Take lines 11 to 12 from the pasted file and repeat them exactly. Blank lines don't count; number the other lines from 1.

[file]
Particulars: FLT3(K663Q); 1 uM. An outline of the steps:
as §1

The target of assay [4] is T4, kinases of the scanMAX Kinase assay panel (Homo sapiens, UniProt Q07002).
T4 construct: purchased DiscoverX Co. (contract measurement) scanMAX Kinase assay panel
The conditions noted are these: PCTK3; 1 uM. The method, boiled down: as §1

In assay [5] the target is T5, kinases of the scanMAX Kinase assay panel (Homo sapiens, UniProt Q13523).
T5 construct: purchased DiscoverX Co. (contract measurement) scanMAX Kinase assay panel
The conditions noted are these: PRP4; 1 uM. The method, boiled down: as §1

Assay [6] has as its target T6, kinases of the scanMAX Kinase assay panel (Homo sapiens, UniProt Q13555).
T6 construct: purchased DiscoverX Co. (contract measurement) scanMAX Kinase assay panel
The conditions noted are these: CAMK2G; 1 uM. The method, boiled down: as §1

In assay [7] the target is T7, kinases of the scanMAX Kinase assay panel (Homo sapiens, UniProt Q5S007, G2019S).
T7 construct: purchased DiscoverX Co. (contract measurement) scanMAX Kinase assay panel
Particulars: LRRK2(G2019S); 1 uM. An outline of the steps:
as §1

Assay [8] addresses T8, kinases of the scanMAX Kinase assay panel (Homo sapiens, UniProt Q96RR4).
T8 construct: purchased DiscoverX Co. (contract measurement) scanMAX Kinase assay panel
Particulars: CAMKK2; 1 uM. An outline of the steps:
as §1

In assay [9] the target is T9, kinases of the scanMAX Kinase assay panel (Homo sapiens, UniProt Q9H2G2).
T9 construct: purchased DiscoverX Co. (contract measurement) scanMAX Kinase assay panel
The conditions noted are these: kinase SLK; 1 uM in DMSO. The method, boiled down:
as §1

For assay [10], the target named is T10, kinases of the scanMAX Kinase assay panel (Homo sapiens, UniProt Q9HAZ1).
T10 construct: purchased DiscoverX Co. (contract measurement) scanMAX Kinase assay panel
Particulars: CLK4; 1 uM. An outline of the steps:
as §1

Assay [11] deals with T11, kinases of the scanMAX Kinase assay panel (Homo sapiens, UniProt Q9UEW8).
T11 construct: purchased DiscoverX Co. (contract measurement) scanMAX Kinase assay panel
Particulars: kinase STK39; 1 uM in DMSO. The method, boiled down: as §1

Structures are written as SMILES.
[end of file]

The conditions noted are these: CAMK2G; 1 uM. The method, boiled down: as §1

In assay [7] the target is T7, kinases of the scanMAX Kinase assay panel (Homo sapiens, UniProt Q5S007, G2019S).